It was a wonderful evening at Deakin Edge last week for the My Deakin World Film Competition where students presented their short films on what it means to be at Deakin University. Prizes were up for grabs and for me I was enthused to see the creativity that abounds when encouragement is given to students. This is my introduction to Mr Aaron Sterns, who was the key note speaker of the evening.
I have been pleasantly inspired tonight, by the Short Film, Silent Waltz to Play, and the Enthusiasts films thus far that we have all just watched. It's the words of Edward Young, an English poet of the 17th century that come to mind; for it is our senses that "Take in at once the landscape of the world, At a small inlet, which a grain might close, And half create the wondrous world they see."
Stories come from this place. Stories derive from our senses and are turned into novels, poems and as you have all witnessed today, films. Within one of my blogs, I had once written...”I view filmmaking an art form; pure art stemming from creativity, that forms from the depths of the soul, heart, mind, the world. It is the small intricacies that form that vision, or rather the poetry of life and all that nature has to offer. “
I have been blessed to see the world in this way. In attaining my Masters in Film from Deakin University I was given the opportunity to use all my senses in my creative endeavours. The support from the lecturers, tutors and peers was always phenomenal, for at Deakin, you are never just viewed as a student, but as a creator, a thinker, a 'I'm going to put my toe and then my entire self, right on the edge type of person'. And what happens when this sort of support surrounds you, is that you leave Deakin with a confidence and a 'Can Do' attitude for that was how you were encouraged to be. Deakin Undergrads constantly tell me that within Deakin they are wholly encouraged to be individuals and supported for their thinking. It is this type of support that allows a generation of people to come through that can and will make changes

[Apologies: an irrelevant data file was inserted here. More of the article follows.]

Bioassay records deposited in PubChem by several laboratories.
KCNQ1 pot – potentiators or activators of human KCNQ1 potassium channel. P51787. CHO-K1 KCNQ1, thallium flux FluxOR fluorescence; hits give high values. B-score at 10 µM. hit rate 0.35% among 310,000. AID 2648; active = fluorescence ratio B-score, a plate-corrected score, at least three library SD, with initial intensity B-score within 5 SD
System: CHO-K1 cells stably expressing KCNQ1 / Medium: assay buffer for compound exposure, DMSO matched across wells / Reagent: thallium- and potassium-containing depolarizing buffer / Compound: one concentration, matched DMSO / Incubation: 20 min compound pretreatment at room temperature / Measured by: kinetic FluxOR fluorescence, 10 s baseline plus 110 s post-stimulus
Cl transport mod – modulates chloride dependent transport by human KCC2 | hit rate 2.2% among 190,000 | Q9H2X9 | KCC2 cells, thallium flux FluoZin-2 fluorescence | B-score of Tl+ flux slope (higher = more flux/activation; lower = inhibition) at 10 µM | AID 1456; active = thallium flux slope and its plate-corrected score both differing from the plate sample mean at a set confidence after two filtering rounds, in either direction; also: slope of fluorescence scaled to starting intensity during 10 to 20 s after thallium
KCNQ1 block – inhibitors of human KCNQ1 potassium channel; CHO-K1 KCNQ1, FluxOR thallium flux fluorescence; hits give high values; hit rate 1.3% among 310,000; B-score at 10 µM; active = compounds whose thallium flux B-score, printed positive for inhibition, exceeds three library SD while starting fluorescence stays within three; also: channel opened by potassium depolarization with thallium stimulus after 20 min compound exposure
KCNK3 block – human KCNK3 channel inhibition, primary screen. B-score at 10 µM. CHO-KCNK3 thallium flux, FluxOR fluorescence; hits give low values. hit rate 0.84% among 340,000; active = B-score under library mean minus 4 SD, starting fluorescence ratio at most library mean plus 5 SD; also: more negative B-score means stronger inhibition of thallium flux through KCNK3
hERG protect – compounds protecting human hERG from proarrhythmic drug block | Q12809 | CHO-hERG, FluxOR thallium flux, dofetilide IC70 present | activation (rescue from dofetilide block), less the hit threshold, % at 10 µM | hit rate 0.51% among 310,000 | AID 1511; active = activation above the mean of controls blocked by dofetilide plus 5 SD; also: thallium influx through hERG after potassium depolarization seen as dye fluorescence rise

We have one very special person who fits that bill tonight. Aaron Sterns, best known for his work as co-writer of the film, Wolf Creek 2, and author of the novel Wolf Creek: Origin, which has been described as ‘one of the best serial killer novels out there ['] destined to be considered a classic in future years’., and why? Because I feel that Aaron Sterns goes beyond the gore, and horror to portray a society that may at times be far too disparate for its citizens.
Having said that, I have three adult children who are at Uni, and recently they had a discussion with me about moving north during their summer holidays to find part time work on cattle stations, I thought 'Yes', they may become independent after all... but after reading Wolf Creek Origin, seeing Wolf Creek 2, and meeting Mick the protagonist through these, I have pretty much refused my children any sort of leave beyond the Victorian border. They can stay right where they are.
Aaron Sterns is also the author of various Award-nominated and Year’s Best Fantasy & Horror recommended short stories. He is a former lecturer in Gothic & Subversive Fiction and editor of The Journal of the Australian Horror Writers. To name a few. It gives me great pleasure to introduce Mr Aaron Sterns who has brought new meaning to horror, and made us all need a convoy of guards whenever we step into the outback. Please welcome Mr Aaron Sterns.